||This article may be unbalanced towards certain viewpoints. Please improve the article by adding information on neglected viewpoints, or discuss the issue on the talk page. (April 2012)|
Critics charge that the Socratic Method has fallen into disuse, and little debate occurs in law school classrooms, which are mostly lectures. The faculty at American law schools do not have to answer to the needs of students since their career advancement rests solely on publishing and peer review. Rare is the school where the ability to teach students, and the students' input into the professor's classroom experience, is given enough consideration as to determine the tenure status of a professor."In fact, law students learn their subjects on their own. With few exceptions, students avoid faculty as faculty avoid students. The wonderful opportunity to use the classroom as a laboratory to debate and review in an atmosphere that encourages critical thinking is lost."
Law schools generally portray law school as a good investment, citing high salaries and employment rates. The National Association for Legal Career Professionals produces an annual report summarizing the employment data of law schools in the United States that suggests otherwise. As of the 2009 report, out of 44,000 law school graduates, less than 80 percent (35,002) reported any form of employment (full or part time) within 9 months of graduation. Over 25 percent of all employed respondents were employed in a temporary position, bringing the number of graduates employed in non temp jobs of any kind (legal or otherwise) to under 60 percent. Only 45 percent of graduates were employed in non temporary attorney jobs and less than 40 percent of all graduates were employed as full time non temporary attorneys.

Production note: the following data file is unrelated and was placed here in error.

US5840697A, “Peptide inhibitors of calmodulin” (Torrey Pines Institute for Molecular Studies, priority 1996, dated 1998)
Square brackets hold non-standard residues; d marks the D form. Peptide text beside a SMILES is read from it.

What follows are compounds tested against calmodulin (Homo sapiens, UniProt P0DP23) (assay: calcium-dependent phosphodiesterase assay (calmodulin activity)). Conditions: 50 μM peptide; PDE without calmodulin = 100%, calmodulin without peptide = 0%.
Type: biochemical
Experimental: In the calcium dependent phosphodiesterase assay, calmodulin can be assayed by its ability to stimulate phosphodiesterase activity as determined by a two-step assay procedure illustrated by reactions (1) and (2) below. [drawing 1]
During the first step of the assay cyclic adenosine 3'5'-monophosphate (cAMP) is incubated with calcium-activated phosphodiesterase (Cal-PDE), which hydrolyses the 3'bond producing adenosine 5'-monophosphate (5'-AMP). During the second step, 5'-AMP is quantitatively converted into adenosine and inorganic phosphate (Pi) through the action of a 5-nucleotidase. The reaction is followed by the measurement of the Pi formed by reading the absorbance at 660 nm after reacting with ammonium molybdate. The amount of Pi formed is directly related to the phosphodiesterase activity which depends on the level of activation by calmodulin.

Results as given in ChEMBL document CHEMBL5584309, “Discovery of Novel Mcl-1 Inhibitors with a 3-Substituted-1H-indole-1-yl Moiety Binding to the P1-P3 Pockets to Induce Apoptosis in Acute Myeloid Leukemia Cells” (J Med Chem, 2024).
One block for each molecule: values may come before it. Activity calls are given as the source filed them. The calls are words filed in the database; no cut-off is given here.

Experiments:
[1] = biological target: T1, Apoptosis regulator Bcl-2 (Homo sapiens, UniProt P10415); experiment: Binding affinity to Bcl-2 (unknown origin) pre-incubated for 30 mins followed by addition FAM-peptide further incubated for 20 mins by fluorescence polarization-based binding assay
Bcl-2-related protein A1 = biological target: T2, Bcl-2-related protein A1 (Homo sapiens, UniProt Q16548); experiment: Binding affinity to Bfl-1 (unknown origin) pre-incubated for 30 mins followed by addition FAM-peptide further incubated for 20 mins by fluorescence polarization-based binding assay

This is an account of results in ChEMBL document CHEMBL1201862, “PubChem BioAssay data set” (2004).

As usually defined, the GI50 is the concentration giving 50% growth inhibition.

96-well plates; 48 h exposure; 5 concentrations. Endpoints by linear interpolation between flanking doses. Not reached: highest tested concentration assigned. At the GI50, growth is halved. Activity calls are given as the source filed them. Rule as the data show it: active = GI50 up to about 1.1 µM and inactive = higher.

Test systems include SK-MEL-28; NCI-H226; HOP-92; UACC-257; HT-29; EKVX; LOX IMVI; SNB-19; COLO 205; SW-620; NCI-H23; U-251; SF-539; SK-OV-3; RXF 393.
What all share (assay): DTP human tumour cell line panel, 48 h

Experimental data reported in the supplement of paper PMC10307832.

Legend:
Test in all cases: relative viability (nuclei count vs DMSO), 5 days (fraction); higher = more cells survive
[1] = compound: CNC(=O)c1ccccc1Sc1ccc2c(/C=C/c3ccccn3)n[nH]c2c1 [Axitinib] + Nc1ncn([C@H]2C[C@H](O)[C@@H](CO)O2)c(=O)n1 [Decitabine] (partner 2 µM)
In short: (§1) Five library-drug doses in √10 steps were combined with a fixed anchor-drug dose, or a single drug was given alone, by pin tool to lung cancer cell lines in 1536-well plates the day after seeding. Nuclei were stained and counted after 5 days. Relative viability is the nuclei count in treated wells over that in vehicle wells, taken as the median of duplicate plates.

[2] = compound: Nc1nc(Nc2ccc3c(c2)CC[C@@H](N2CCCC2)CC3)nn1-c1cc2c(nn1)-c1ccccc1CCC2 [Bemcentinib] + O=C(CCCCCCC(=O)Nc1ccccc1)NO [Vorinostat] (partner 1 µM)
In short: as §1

Critics question the forthrightness of some law schools in providing prospective students with accurate information on alumni job placement and compensation rates, suggesting that law schools may distort their statistics to attract students.